TDK Foil Iceland
TDK Foil Iceland (previously Becromal) produces aluminium foils for electrolytic capacitors. The company began operations in Akureyri in 2008 and Landsvirkjun supplies 100% of the electricity required.
Verne Global's data center in Ásbrú in Reykjanesbær began operations in 2010 and was the first of its kind in Iceland. Verne Global's clients include large international companies and institutions in the fields of climate research, financial services, simulated crash testing and genetic and biotechnology research. Landsvirkjun provides the Verne Global data center in Reykjanesbær with all its power.
Reykjavík DC is a new high-tech data center owned by Opin kerfi, Sýn, Reiknistofa bankanna and Korputorg. The data center will start operations in the first half of 2020, at Korputorg in Reykjavík.
The Power of Partnership
One of the key components of Landsvirkjun's marketing strategy is introducing potential customers to the value that can be created by utilising renewable energy and excess energy and material streams.
The wholesale electricity market is where electricity is traded between electricity sellers. Landsvirkjun sells electricity to its wholesale customers who then sell the electricity to homes and businesses.
Landsvirkjun has eight wholesale customers: Fallorka, HS Orka, Íslensk orkumiðlun, Orka heimilanna, ON Power, Orkusalan, Westfjord Power Company and Rafveita Reyðarfjarðar. Landsvirkjun‘s wholesale customers subsequently sell the electricity to homes and businesses.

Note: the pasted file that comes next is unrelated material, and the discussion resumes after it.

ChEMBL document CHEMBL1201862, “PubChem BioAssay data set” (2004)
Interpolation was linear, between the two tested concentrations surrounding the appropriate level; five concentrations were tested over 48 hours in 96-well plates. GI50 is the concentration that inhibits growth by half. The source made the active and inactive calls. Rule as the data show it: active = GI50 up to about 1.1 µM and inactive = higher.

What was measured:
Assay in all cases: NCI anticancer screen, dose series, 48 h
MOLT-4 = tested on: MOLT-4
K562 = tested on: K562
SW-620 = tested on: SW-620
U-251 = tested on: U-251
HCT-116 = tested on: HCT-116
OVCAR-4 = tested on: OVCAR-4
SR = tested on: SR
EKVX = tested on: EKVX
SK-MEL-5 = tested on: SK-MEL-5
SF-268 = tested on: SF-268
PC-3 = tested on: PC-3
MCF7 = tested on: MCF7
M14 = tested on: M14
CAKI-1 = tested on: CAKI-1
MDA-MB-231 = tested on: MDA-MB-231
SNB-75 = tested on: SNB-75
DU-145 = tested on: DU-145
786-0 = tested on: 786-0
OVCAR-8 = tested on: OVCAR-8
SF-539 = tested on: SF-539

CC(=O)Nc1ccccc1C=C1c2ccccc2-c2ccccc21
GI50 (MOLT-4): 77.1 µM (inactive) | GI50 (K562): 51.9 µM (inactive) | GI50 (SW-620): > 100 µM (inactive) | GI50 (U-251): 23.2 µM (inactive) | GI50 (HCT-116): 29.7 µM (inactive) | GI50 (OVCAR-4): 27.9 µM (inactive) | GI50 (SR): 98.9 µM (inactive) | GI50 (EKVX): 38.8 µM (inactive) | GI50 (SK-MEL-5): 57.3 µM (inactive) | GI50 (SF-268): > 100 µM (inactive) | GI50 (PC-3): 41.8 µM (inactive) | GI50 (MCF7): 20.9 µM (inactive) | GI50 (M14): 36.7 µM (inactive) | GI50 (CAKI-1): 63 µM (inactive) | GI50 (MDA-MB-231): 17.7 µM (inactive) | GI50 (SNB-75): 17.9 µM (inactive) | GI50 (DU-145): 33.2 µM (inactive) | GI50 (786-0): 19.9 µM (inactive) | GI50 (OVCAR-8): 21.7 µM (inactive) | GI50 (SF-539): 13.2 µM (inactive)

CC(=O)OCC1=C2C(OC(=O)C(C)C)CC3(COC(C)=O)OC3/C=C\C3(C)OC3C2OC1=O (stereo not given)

Since 2017, Landsvirkjun has offered shorter and more flexible power contracts in the wholesale power market compared to previous years. This has improved the efficiency of the electricity system and supported the efficient utilisation of natural resources. Furthermore, these contracts have facilitated the entry of new market players and increased competition in the power market.
As technology continues evolving, Landsvirkjun actively seeks out new solutions to develop our wholesale customer services. We have offered wholesale electricity trading, via a trading website, for some time and these services were expanded in 2019.
Many homes and businesses have chosen to switch between energy suppliers, creating more competition in the retail market. The number of households that switched between suppliers was threefold in 2019 when compared with 2018.